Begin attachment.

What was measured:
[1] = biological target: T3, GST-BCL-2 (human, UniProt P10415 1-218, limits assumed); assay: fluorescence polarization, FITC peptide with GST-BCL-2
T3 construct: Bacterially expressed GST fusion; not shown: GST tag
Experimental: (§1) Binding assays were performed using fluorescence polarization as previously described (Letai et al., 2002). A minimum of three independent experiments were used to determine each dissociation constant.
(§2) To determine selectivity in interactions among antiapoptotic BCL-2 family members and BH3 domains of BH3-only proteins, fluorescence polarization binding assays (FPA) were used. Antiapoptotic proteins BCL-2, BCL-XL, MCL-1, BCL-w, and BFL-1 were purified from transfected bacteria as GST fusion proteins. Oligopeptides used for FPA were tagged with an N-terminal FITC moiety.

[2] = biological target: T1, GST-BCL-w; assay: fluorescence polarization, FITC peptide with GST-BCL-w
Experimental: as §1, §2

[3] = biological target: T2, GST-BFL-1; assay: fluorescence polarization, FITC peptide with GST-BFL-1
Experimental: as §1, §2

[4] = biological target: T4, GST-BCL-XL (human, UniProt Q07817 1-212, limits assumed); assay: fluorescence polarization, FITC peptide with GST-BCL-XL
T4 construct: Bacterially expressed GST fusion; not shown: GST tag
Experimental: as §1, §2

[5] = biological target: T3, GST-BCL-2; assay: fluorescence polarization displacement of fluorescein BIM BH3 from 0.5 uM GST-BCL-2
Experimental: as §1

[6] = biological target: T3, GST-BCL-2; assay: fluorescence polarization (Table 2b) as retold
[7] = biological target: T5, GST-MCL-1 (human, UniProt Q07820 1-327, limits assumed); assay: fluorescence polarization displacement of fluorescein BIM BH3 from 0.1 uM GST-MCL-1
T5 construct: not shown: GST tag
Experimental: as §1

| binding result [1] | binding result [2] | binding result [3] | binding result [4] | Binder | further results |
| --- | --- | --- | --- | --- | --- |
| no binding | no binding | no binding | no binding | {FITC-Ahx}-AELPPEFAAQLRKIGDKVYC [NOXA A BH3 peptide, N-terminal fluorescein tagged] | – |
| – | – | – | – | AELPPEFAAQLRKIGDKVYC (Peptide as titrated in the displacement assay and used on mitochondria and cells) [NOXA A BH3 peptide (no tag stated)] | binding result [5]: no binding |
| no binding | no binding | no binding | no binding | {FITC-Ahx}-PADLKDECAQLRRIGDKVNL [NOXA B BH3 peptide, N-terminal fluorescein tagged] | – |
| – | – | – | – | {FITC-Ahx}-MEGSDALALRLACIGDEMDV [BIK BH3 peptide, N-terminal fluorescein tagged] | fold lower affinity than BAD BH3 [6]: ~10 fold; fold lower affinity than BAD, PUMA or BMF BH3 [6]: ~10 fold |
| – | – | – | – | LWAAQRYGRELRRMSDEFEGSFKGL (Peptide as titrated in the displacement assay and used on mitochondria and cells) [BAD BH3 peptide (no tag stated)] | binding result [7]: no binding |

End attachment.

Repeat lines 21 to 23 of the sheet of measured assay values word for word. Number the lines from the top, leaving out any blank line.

| no binding | no binding | no binding | no binding | {FITC-Ahx}-AELPPEFAAQLRKIGDKVYC [NOXA A BH3 peptide, N-terminal fluorescein tagged] | – |
| – | – | – | – | AELPPEFAAQLRKIGDKVYC (Peptide as titrated in the displacement assay and used on mitochondria and cells) [NOXA A BH3 peptide (no tag stated)] | binding result [5]: no binding |
| no binding | no binding | no binding | no binding | {FITC-Ahx}-PADLKDECAQLRRIGDKVNL [NOXA B BH3 peptide, N-terminal fluorescein tagged] | – |